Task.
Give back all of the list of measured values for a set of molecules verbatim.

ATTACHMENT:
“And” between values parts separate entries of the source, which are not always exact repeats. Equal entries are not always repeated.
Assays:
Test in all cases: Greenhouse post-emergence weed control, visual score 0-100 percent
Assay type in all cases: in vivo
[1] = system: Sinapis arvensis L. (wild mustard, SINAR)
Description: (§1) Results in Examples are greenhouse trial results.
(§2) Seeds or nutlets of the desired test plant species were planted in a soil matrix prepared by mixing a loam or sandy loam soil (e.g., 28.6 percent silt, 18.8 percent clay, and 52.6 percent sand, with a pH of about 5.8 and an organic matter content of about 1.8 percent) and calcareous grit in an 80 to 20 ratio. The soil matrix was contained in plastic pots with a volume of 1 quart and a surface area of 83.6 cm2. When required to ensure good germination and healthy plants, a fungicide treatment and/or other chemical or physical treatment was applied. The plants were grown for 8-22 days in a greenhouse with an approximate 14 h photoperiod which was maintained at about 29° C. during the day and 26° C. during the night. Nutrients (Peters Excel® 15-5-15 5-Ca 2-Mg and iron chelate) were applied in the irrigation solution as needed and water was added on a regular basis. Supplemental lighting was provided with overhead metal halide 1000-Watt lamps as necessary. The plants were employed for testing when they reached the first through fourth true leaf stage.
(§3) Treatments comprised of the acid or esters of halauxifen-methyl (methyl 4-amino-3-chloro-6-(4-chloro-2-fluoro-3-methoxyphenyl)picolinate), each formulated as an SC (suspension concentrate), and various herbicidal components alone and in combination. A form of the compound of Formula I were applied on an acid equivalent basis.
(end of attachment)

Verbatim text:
“And” between values parts separate entries of the source, which are not always exact repeats. Equal entries are not always repeated.
Assays:
Test in all cases: Greenhouse post-emergence weed control, visual score 0-100 percent
Assay type in all cases: in vivo
[1] = system: Sinapis arvensis L. (wild mustard, SINAR)
Description: (§1) Results in Examples are greenhouse trial results.
(§2) Seeds or nutlets of the desired test plant species were planted in a soil matrix prepared by mixing a loam or sandy loam soil (e.g., 28.6 percent silt, 18.8 percent clay, and 52.6 percent sand, with a pH of about 5.8 and an organic matter content of about 1.8 percent) and calcareous grit in an 80 to 20 ratio. The soil matrix was contained in plastic pots with a volume of 1 quart and a surface area of 83.6 cm2. When required to ensure good germination and healthy plants, a fungicide treatment and/or other chemical or physical treatment was applied. The plants were grown for 8-22 days in a greenhouse with an approximate 14 h photoperiod which was maintained at about 29° C. during the day and 26° C. during the night. Nutrients (Peters Excel® 15-5-15 5-Ca 2-Mg and iron chelate) were applied in the irrigation solution as needed and water was added on a regular basis. Supplemental lighting was provided with overhead metal halide 1000-Watt lamps as necessary. The plants were employed for testing when they reached the first through fourth true leaf stage.
(§3) Treatments comprised of the acid or esters of halauxifen-methyl (methyl 4-amino-3-chloro-6-(4-chloro-2-fluoro-3-methoxyphenyl)picolinate), each formulated as an SC (suspension concentrate), and various herbicidal components alone and in combination. A form of the compound of Formula I were applied on an acid equivalent basis.